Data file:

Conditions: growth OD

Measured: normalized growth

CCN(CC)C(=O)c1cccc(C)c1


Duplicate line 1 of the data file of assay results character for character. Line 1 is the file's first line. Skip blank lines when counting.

Conditions: growth OD